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Movie Review: Computer Chess

‘Computer Chess:’ Programming the future, one move at a time (Our grade: B+)
Computer Chess
Genre: Comedy
Running Time: 91 min
MPAA rating: Unrated
Release Date: 2013-07-17
Tags: There are no tags.
By "Joe Gross"
Austin360.com | Austin American-Statesman

Now that everyone of means walks around with a pocket computer that can access most human knowledge in a matter of seconds, it might be tough for some to recall a time in which computing was the province of devout programmers, marketers and industry hangers-on.

Witness the early-1980s milieu of “Computer Chess,” an intriguing, often very funny and sometimes pitch-perfect movie from Austin filmmaker Andrew Bujalski (“Funny Ha Ha,” Beeswax”).

Set 30 or so years ago at a computer-chess-program tournament and shot with vintage black-and-white video cameras, “Computer Chess” is an impressionistic, elliptical sketch of guys who are far more at home in front of terminals than interacting with other people.

The small movie simmers with glitchy life, thanks largely to the cast of non-actors who happen to know programming (for maximum dialogue authenticity).

Making the film a faux-documentary style before things get quietly gaga about halfway through (there’s more than a little Stanley Kubrick here) is a canny move, as it lets Bujalski and cinematographer Matthias Grunsky shoot with the ancient Sony AVC3260 video cameras without seeming weird about it. The only thing letting you know that this isn’t actually vintage footage is some decent lighting and the fact that the image hasn’t decayed.

We first meet Peter Bishton (Patrick Riester) and Martin Beuscher (Wiley Wiggins) representing CalTech. Beuscher seems very slightly older and more worldly by default, but maybe that’s just the moustache. Bishton seems younger and almost painfully shy; Riester uses a deadpan so severe it almost creates negative space around his head.

They are more or less our point-of-view figures, but “Computer Chess” is packed with characters both specific to the tournament and familiar to anyone who has ever attended any sort of convention. You will recognize everyone’s haircut from your 1981 yearbooks.

There’s the Guy Who Wants To Be the Center of Attention; here, that’s tourney host Pat Henderson (film critic Gerald Peary), who never misses a moment to remind people he is a chess grandmaster who will be playing whichever program wins the tournament.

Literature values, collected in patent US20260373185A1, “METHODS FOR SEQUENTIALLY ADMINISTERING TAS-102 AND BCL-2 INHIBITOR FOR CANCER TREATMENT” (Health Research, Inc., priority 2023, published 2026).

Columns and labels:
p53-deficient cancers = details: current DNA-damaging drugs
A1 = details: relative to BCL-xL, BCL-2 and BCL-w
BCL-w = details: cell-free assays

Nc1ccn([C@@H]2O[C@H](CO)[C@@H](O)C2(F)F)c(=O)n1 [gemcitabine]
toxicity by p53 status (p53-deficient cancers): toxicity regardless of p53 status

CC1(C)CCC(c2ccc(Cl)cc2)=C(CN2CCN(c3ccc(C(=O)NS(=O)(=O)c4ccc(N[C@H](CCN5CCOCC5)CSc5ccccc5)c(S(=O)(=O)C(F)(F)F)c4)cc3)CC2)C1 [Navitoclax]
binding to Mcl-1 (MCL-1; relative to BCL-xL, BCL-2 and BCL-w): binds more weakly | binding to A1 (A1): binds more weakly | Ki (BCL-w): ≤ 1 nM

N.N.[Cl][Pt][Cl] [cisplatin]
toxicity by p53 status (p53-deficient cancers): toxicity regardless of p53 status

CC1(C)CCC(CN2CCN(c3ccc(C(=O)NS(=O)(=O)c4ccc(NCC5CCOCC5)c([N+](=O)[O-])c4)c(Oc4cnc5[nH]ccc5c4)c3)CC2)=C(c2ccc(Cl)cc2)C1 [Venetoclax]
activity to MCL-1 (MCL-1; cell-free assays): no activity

There’s The Guy Who Didn’t Get a Room; in this case Michael Papageorge (Myles Paige), a pushy programmer who naturally tries to bunk with The Only Person of A Certain Group, who here is MIT student Shelly (Robin Schwartz), the lone woman at the fest. (Henderson insists on pointing this out: “we have a lady who is competing,” he says, “way in the back corner.” Indeed. Meanwhile, Cal Tech team coach Tom Schoesser (University of Chicago’s computer science professor Gordon Kindlmann) flies in, wife and child in tow, to try to rescue his flailing team.

Elsewhere in the hotel, a couples encounter group is getting very personal with one another; I am not sure I have ever seen bread used that way, but those were different times.

As the tournament progresses, reality starts wiggling out of frame with randomly occurring cats, a character caught in a loop not unlike that of a buggy program and a computer that might or might not be asserting personhood.

Though Bujalski never specifies a location for the tournament’s hotel, “Computer Chess” slots in nicely with Austin filmmaking tradition, however, self-consciously or un-, as it is set about a decade before “Slacker,” where many of these dudes would feel right at home, and five years after “Dazed and Confused,” which seems a cultural world away from these guys. But hey, maybe Mitch Kramer ditched baseball for homebrew computing, cut his hair, and grew a really sweet moustache.

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August 22, 2013 - Austin360.com | Austin American-Statesman - Joe Gross

Now that everyone of means walks around with a pocket computer that can access most human knowledge in a matter of seconds, it might be tough for some to recall a time in which computing was the province of devout programmers, marketers and industry hangers-on.

(Full review)
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